Bradley’s Style Conundrum Fighting Pacquiao Can Never Be Solved – This past weekend we saw Manny Pacquiao score his most one-sided decision over rival Timothy Bradley to capture the vacant WBO welterweight title. All three judges scored the bout, in which Pacquiao dropped Bradley twice, 116-110. In actuality the best case scenario for Bradley is that he probably won only three rounds, and none of them were overwhelming. He just couldn’t get anything going and the reason for that is that he was in a conundrum stylistically.
Prior to the bout there was much talk of the influence Teddy Atlas would have over Bradley. Listening to both of them before the fight, it was obvious their goal was to avoid a firefight at all cost. I’m certain that Atlas drilled that into Bradley’s head day and night – night and day, and with Timothy being such a good student and listener, one who believes implicitly in his coach, Bradley followed those instructions almost to a fault.
Prior to the bout I mentioned in my pre-fight piece …..”Pacquiao has a tactical advantage for sure this time in knowing that no matter what, Bradley isn’t thinking about winning by stoppage because it’s too risky for him to attempt it. The presence of Atlas has all but assured that.”
For Bradley 33-2-1 (13), going into the bout knowing that he can only get off when he thinks it’s safe and at the same time being told to use his legs to break off any exchange when Pacquiao 58-6-2 (38) is trying to assert himself, that’s quite an emotional burden to carry versus a fighter like Pacquiao who is always trying to ignite offensive fireworks. The surprising thing about the fight, in my opinion, was that it took Pacquiao and trainer Freddie Roach nearly six full rounds to finally grasp that Bradley was fighting a safety first fight and in doing that he was stymieing his own offense.
For six rounds it was pretty close. Bradley was picking his spots getting in and out, while Pacquiao was looking to time and counter him. On this night Pacquiao was a smidgen better than he was against Mayweather 11 months ago, but you could surely see that Manny’s not as intense or as busy as he was three or four years ago. Some may suggest that Atlas gave Bradley a lousy fight plan and, in turn, almost handed the fight to Pacquiao. However, I can’t fault Atlas for the game plan. Erik Morales during his first fight with Pacquiao and Floyd Mayweather showed that Pacquiao can be out-boxed. After watching Mayweather have his way with Pacquiao, Atlas was correct in assuming that his guy had to follow in Floyd’s footsteps the best he could. Although it wouldn’t have hurt if they had tried to test Pacquiao’s surgically repaired shoulder.
In the main the simple problem was that Bradley didn’t have the necessary tools or skill-set to execute the desired strategy. Bradley was trying to box Pacquiao, but unlike Mayweather, Timothy wasn’t fully committing to his punches, and Pacquiao picked up on that as the fight progressed. Once he was certain of how Bradley was attacking him with one foot out the door, he understood that (A) Bradley couldn’t hurt him, and (B) it was safe for him to in essence raise the rent and put more pressure on him. As Pacquiao began to escalate his aggression during the second half of the bout, Bradley somewhat panicked and didn’t let his hands go. Thus Pacquiao wasn’t being met with much resistance. When a fighter is in Pacquiao’s situation and knows the guy in front of him doesn’t want to fight it out and trade, it’s much easier to go after him with impunity. Due to Bradley not being much of a puncher, it was an even bigger onus on him trying to get Manny’s respect without him ever planting his feet when he let his hands go. And that is something Bradley never succeeded in doing. Lacking the power to make Pacquiao cease doing whatever he wanted to do, killed any chance that Bradley had of winning the fight.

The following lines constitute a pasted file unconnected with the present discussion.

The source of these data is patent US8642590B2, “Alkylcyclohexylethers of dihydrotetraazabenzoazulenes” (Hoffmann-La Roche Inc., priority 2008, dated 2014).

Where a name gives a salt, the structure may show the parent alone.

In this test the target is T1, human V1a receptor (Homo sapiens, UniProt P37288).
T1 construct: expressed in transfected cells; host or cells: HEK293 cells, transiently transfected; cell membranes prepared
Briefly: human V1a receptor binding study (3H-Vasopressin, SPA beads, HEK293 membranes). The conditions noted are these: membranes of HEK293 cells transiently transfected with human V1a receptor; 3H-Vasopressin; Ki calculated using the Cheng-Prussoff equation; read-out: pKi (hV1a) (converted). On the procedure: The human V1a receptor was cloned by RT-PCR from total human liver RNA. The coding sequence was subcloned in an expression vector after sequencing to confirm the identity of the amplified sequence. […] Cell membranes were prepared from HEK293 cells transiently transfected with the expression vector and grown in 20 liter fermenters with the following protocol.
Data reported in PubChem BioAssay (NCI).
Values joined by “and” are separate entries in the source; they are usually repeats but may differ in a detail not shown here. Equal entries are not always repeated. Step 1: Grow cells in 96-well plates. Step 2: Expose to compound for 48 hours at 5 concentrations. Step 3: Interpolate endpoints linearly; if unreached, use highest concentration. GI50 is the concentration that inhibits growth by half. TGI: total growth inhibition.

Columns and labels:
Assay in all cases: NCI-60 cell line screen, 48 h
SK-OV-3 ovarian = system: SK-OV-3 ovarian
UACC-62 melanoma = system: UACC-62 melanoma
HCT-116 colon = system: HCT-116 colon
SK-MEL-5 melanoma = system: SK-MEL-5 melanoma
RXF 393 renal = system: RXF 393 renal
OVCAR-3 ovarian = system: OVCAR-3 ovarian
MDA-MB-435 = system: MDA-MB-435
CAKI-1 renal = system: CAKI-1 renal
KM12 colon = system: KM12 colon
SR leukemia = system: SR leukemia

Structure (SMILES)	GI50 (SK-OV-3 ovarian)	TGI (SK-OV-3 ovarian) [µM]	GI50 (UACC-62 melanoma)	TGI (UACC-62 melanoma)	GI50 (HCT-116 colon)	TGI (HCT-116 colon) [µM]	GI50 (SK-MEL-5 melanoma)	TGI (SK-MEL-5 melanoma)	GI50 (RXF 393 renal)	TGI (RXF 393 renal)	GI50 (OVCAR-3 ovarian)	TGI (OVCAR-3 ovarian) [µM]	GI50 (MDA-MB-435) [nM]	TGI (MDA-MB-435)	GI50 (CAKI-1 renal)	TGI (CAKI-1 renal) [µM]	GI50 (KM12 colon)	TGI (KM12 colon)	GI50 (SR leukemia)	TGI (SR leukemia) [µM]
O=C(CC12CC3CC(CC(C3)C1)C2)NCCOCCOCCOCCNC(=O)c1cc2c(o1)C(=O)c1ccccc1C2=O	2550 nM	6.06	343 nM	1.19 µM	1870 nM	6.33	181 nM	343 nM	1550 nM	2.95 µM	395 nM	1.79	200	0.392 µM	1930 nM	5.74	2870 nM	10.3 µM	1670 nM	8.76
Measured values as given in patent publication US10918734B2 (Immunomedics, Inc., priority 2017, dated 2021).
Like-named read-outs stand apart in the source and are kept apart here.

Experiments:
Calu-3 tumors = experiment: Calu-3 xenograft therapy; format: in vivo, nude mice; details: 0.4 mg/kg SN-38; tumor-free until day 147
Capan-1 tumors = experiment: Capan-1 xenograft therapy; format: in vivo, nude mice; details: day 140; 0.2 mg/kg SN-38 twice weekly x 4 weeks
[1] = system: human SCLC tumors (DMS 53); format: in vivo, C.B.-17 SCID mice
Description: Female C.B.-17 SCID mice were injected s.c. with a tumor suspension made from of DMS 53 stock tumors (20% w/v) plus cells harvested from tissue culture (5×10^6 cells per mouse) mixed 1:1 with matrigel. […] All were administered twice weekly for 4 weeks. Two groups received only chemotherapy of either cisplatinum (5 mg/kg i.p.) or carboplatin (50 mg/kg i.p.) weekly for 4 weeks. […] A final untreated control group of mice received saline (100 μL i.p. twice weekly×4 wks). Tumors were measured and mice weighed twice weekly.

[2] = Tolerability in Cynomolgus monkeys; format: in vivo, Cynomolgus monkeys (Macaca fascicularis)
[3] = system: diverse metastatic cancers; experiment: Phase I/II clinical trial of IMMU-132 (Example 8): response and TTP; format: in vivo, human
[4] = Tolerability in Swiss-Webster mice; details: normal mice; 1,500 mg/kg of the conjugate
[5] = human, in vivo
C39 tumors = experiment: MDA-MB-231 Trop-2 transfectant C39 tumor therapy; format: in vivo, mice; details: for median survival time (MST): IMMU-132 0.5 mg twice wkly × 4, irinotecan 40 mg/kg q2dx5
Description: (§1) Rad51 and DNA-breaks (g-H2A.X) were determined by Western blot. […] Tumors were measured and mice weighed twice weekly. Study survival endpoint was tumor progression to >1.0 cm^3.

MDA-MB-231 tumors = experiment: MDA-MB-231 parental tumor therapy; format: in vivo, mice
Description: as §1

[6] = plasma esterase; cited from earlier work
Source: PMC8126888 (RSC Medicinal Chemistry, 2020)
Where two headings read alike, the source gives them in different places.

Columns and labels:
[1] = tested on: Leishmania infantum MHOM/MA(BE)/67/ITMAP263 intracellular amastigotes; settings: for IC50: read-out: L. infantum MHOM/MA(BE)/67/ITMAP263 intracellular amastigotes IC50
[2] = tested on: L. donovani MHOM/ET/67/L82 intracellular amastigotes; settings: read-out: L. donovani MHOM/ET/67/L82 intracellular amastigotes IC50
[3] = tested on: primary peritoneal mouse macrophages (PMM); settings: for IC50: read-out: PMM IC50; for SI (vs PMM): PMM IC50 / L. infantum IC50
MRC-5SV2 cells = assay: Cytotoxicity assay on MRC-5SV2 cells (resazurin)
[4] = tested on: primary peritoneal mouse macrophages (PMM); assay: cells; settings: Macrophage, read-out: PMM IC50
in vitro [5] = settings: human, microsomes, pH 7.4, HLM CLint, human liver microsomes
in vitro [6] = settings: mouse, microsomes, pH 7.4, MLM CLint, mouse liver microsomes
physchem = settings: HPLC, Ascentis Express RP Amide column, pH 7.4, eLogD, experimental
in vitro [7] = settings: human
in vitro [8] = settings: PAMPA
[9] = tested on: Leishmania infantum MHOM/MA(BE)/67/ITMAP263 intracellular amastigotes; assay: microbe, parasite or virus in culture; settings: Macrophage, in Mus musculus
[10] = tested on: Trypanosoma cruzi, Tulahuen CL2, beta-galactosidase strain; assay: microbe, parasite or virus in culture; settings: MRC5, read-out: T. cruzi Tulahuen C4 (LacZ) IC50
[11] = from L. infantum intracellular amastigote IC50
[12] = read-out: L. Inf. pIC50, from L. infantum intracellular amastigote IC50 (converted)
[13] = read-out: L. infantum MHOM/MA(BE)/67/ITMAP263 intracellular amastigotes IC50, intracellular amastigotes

After three fights and 36 completed rounds, it’s never been clearer that Pacquiao simply has Bradley’s number. There’s no conditioning or workout program that can ever change that. Nor can it be resolved by switching trainers. If you switched Roach and Atlas, putting Roach with Bradley and Atlas with Pacquiao – the result would be the same…..Pacquiao wins.
And this brings us to something else. It says something to what an elite boxer Floyd Mayweather is/was. Bradley was fighting uphill trying to blunt Pacquiao’s aggression. For a majority of the bout Bradley appeared to be a step behind and unsure of himself, whereas Mayweather controlled Pacquiao and did almost anything he wanted. And to those who love suggesting Floyd can’t punch, he certainly punched hard enough to keep Pacquiao from coming at him as if he were handcuffed. Mayweather punches harder than most observers fathom. No, he never visibly hurt Pacquiao, but his shots sent a message loud and clear – and that message was “No, you can’t come at me as if there’s no price to pay” and Manny didn’t.
Don’t be surprised if down the road the talk heats up pertaining to Mayweather vs. Pacquiao II. The narrative will go something like “Manny’s shoulder is completely recovered and he’ll be able to get off better this time.” In response, Mayweather will say something like “I don’t need to fight Pacquiao again, but I always give the fans what they want.”
Don’t you believe it. Mayweather owns Pacquiao lock, stock and barrel, just as Manny owns Bradley. Mayweather will beat Pacquiao 10 out of 10 times, and the fights will never be terribly exciting because Floyd has an answer for anything Pacquiao can try against him. Don’t fall for the hype a second time around if by chance they try to sell a rematch between them. Floyd knows it would be easy money and an awful lot of it, certainly enough worth taking considering the minuscule risk involved on Mayweather’s part.
Frank Lotierzo can be contacted at GlovedFist@Gmail.com